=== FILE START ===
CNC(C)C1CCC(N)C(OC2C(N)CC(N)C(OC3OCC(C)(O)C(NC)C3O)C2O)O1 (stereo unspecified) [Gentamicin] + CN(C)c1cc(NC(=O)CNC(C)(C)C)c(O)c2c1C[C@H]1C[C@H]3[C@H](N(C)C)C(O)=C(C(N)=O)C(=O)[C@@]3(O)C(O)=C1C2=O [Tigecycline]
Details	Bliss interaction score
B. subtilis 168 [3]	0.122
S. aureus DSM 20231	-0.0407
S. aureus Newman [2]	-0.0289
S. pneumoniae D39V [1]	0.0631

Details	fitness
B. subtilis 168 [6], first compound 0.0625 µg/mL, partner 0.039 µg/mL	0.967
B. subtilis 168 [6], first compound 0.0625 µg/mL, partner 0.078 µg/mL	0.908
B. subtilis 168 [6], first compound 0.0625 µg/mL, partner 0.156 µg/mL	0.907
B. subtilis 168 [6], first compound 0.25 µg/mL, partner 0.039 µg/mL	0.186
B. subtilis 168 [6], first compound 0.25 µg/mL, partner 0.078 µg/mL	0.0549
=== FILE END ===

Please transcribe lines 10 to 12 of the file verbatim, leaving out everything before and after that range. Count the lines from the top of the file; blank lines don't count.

B. subtilis 168 [6], first compound 0.0625 µg/mL, partner 0.156 µg/mL	0.907
B. subtilis 168 [6], first compound 0.25 µg/mL, partner 0.039 µg/mL	0.186
B. subtilis 168 [6], first compound 0.25 µg/mL, partner 0.078 µg/mL	0.0549